Your initial funding for your start-up company will come from friends, family, and casual investors. Once you have pre-seed funding, you seek out professional investors like the angel investors at Rockies Venture Club. The RVC raises an average of $750,000 for start-ups and also gets other investors across the country involved in funding new businesses.
The RVC receives around 1,500 applications for funding per year, but they only invest in 25-30 start-ups per year. Because investors receive so many applications, you need to be clear and concise with your business and develop a relationship with them:
“Just today, I got a 200-page business plan emailed to me. … That’s going to be way too much to digest. … We often talk about it as you need … a venture capital business plan that you use and break down, and then you send those off in pieces. And so that would incorporate things like … your pitch deck or an executive summary. That’s two pages. … [Or you can send investors] the business model canvas, which is one page. … Investors need to see things in a really concise fashion at first. And then as you develop the relationship, you get more time with them.” – Dave Harris
If investors don’t know you, they’re not going to read your lengthy business plan. You need to send something concise so that people can read it quickly. Once you develop a relationship with investors, you can start giving more detailed plans.
Dave described that this also applies to your initial pitch meeting. Your first pitch should only be between five and ten minutes. The goal of the first pitch meeting is not to cram your entire plan into five to ten minutes — it’s to pique investors’ interests so that you can have subsequent meetings in which you give more detail.
So how do you get investors interested during your first pitch meeting?
“I pretty much always like to see the problem lead a pitch. … What is this problem that you are passionate about that you’ve identified? Make me feel that in even the first 30 seconds and then identify, ‘Well, here’s the solution. So this is … the product.’ But again, that’s only maybe like 30 to 45 seconds. So right there, that’s where a lot of founders get hung up because they want to talk about the product or the solution for 10 minutes.” – Dave Harris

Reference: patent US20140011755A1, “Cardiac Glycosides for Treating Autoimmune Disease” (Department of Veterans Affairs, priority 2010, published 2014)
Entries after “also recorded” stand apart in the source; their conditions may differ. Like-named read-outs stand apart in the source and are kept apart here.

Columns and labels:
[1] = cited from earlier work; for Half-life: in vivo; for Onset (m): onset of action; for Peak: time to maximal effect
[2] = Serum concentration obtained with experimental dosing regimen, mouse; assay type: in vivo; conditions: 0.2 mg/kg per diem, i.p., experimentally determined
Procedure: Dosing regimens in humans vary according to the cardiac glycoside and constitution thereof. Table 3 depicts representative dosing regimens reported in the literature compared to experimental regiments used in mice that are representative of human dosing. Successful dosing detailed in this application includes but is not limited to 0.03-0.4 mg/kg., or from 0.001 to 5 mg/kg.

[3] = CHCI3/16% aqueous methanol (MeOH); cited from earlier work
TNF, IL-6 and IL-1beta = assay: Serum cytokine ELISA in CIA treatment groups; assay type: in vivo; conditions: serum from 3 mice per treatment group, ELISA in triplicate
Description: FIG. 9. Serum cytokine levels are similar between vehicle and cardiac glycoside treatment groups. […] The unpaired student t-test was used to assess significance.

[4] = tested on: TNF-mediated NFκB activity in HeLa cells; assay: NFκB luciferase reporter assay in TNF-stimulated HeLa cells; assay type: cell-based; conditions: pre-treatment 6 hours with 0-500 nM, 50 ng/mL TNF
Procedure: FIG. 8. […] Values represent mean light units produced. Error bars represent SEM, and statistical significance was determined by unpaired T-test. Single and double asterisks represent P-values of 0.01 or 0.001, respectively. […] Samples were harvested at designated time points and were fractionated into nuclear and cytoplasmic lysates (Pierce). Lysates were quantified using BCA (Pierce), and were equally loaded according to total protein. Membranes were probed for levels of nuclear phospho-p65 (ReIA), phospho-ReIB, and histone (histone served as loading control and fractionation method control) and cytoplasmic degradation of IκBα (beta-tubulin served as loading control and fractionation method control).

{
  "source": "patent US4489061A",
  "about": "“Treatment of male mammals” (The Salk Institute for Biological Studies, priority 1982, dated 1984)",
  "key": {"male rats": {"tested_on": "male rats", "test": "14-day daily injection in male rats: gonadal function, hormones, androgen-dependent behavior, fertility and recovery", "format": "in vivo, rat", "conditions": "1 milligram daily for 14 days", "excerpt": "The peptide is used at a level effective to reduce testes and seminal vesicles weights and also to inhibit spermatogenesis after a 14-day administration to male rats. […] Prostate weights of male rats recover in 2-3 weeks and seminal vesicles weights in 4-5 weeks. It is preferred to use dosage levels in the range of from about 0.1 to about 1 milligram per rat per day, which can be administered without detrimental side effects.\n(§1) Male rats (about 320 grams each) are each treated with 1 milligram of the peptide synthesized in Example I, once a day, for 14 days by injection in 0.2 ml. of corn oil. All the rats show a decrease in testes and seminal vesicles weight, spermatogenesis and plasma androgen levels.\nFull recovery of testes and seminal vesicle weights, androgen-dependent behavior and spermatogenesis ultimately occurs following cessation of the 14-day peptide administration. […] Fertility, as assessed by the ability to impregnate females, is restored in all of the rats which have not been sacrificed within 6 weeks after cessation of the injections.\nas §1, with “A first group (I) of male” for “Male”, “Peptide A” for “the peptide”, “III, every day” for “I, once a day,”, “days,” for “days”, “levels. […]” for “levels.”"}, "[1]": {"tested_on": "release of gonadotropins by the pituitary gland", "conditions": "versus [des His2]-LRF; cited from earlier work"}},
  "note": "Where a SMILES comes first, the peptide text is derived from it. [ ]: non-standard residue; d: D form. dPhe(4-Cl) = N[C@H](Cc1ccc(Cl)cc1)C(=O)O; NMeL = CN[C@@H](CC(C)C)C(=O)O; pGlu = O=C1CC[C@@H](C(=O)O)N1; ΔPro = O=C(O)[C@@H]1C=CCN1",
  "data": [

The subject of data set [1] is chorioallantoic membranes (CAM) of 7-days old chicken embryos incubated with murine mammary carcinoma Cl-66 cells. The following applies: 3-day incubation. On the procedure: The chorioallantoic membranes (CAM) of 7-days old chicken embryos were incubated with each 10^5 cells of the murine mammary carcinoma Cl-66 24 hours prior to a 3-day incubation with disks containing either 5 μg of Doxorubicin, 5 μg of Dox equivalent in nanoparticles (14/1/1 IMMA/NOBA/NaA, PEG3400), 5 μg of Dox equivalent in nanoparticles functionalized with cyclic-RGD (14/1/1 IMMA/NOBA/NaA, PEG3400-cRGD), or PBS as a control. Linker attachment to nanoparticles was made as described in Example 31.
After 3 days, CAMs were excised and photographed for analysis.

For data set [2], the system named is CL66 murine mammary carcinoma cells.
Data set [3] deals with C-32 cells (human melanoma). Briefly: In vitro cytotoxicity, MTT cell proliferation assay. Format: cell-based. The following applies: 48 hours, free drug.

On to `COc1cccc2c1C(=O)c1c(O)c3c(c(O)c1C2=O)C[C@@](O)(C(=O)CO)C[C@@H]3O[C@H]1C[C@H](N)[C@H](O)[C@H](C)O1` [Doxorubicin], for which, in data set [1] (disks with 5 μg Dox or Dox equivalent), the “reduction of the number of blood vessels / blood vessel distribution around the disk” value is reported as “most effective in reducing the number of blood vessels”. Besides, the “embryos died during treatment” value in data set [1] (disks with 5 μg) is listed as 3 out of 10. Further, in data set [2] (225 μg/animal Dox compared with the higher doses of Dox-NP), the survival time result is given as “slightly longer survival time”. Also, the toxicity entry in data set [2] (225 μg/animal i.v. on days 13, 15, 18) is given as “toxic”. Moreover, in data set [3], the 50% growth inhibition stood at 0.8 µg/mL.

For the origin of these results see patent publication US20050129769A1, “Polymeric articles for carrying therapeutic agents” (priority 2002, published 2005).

You start your pitch by drawing in your listener with the problem and the solution, but that only makes up a small increment of your presentation. Next, you describe the market and your plan with brevity:
“We need to know about, … ‘What’s the market look like? Who’s the target customer? And then how are you going to reach them? What’s the go-to-market strategy?’ And that’s probably the biggest thing that I look at, especially for consumer-product companies. ‘How are you going to build that brand?’ Because that’s where a lot of the value is going to get created. … If they’ve done some initial testing already, [and] they’ve gone out and determined [that] there is a market need for this, [then] that’s where you can introduce your traction.” – Dave Harris
You need to research your market and your target customer so that you can explain to investors how you will build your brand.
Ultimately, investors are interested in knowing how they’re going to profit from investing in your business, so you need to be able to describe your long-term plan and how it will result in investors profiting:
“So how are you going to return investors’ capital?… You’re out trying to sell equity in your business. That’s what you’re doing when you’re pitching to an investor in exchange. You’re getting capital, and that equity becomes valuable down the line. … We’re looking for people that are thinking strategically and not just thinking about the next six or 12 months, but they’re thinking about that five-year path.” – Dave Harris